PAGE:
Paul Mapplebeck Remembered

Paul Mapplebeck died aged 87 of natural causes on September 3rd. He had hardly seemed to age over the last decade, with his energy and enthusiasm undiminished in the quarter of a century since years since he retired from ICI as a senior purchasing manager, or indeed in the fifty years during which he lived in Pinner.

He took up wine tasting as a hobby and chaired both the ICI (later Welwyn) Wine Society and the Central London Wine Society for many years. Even though they came relatively late to wine tasting, both he and his wife of more than sixty years Joyce, developed excellent palates, and between them amassed many trophies from blind tasting competitions. They were also enthusiastic collectors of wine, particularly of Paul's favourite classic Bordeaux, Burgundy, Rhone and Vintage Port and of Joyce's preferences for fruity white wines and Australian Shiraz. They both had strong preferences and dislikes amongst wines; neither liked acidic wines, while Joyce is known for not drinking anything with Pinot Noir in it, but being able to identify the grape, country. and vintage simply from its aroma.

In the period following his retirement, Paul and Joyce travelled to a number of fine wine regions. They were also regular attenders at trade tastings of (at the time) exotic makers such as Errazuriz of Chile and Ch Musar in Lebanon.

Paul became well known amongst amateur clubs as a presenter of wine tastings. He was unusual since many clubs rely on wine merchants and makers to show their wares. He regularly appeared at many of the clubs in London and the home counties, with occasional forays further into Eastern and Southern England. He is particularly remembered for his Special tastings (at the Central London Wine Society and elsewhere) and Grand Cru suppers at hosts' houses in London and Hertfordshire. At these tasting there were usually wines valued in the hundreds (and occasionally thousands) of pounds. His generosity was shown by the low price that he charged on these occasions.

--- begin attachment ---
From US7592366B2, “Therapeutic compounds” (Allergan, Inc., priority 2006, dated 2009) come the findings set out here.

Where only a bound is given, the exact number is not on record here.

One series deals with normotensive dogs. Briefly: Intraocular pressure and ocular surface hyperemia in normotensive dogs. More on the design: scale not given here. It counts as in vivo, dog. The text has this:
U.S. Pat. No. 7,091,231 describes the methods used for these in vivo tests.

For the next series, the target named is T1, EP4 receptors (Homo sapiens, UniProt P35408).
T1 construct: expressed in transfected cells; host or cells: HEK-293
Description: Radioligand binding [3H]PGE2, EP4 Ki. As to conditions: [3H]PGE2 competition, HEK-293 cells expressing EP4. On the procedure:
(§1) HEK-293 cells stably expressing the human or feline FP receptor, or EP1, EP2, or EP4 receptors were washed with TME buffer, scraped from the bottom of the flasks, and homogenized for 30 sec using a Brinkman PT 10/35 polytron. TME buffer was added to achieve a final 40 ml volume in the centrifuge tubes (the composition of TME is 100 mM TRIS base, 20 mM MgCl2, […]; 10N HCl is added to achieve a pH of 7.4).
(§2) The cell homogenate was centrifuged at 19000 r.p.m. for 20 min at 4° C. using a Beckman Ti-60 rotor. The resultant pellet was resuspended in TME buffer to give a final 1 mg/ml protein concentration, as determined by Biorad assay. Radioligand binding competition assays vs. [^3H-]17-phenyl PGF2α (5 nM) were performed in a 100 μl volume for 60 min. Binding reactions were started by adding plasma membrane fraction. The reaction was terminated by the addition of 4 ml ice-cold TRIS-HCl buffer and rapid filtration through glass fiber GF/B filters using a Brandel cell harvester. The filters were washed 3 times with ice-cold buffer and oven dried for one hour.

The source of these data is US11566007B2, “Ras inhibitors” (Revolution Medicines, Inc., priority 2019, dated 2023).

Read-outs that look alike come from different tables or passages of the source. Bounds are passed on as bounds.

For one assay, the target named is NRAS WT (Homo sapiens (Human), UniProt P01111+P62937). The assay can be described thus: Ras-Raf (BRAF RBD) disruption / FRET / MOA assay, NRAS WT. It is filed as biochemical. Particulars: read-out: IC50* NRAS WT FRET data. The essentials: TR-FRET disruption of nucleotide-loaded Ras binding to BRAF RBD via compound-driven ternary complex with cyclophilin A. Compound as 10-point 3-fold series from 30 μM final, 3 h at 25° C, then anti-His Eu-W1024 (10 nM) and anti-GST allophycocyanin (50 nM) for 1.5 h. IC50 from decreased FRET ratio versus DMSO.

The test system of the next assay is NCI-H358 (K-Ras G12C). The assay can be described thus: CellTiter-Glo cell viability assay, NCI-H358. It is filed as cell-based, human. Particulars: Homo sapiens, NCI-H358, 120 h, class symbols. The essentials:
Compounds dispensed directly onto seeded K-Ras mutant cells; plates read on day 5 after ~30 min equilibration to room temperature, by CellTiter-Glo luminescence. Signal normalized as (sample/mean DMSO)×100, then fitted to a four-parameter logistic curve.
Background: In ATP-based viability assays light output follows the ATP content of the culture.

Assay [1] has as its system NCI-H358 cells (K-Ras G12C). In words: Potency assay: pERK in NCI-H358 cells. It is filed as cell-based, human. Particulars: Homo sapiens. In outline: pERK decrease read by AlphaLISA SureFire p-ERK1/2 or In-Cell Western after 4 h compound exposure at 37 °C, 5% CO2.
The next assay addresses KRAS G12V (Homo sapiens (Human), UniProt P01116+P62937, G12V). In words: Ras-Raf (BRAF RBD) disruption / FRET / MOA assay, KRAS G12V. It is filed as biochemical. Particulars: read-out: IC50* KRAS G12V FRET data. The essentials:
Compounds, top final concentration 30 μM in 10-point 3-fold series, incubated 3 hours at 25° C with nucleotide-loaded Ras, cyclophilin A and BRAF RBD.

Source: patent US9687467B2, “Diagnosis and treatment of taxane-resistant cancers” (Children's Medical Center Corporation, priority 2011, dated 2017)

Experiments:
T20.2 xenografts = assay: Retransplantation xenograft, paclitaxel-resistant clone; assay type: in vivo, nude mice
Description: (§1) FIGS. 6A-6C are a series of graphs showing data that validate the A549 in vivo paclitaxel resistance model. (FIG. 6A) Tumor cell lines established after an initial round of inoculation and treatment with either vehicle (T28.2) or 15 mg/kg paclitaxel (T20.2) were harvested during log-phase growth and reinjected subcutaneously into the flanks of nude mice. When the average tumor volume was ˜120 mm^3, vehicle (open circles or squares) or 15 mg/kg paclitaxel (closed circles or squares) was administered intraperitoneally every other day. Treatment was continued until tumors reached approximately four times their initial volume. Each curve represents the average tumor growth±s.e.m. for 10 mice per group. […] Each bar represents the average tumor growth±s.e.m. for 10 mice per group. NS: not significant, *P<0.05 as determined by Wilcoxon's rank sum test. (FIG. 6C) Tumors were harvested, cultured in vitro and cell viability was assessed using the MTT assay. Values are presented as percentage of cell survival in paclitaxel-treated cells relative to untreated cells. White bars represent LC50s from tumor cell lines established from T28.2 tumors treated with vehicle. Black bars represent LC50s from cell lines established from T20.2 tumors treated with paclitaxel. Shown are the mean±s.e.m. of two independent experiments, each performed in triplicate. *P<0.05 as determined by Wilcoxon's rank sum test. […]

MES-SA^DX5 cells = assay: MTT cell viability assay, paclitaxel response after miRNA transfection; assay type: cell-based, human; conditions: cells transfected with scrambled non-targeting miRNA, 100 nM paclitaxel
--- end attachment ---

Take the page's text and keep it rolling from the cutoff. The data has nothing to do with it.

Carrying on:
The story of his inheriting the Central London Wine Society is instructive for people who are knowledgeable and active. One day, he was giving a tasting to the society. Afterwards, he was taken aside by the founder, Stan Baker, and asked to chair the following meeting ‘as I have to go into hospital'. Stan died a few days later, and Paul inherited the society and its meeting place in the Civil Service Club. He revived what was then a rather moribund organisation, increasing the number of meetings and persuading members to start holding tastings from their own cellars and interests.

As a lecturer, Paul would give the basic facts about the wines for the experts present, but also had stories to tell. To the younger members of the clubs, Paul was very much a man of his time. Unapologetically so. He was a British Gentleman, a patriot and a 'small c' conservative. He was reasoned, sharp-witted, smart, ironic and funny. His humoured chauvinism and non-pc jokes were alarming to younger members, but as an octogenarian who didn't type and didn't use email and used to send memos to the 'typing pool' when he was an executive in the 1960s, perhaps not surprising. But he was also fair and tolerant. He probably propelled many a wine novice along a trajectory to become a wine enthusiast with his verve, knowledge, and anecdotes about everything to do with wine.

The passion that Paul had for wine can be seen by the amount of time that he spent buying, cataloguing, tasting, and presenting. He knew many wine merchants – mostly those from whom he could get bargains. Sometimes he held or attended as many as four or five tastings in a week. He would collect the empty bottles of wine that he was proud of and developed ways of removing the labels attached with different types of adhesive. The labels were then stored in large volumes, with his notes on the wines.

Paul had a great life in wine and represented the epitome of the British keen wine amateur who helps to sustain wine societies and the fine wine trade across the UK.

Compiled by members of the Central London Wine Society

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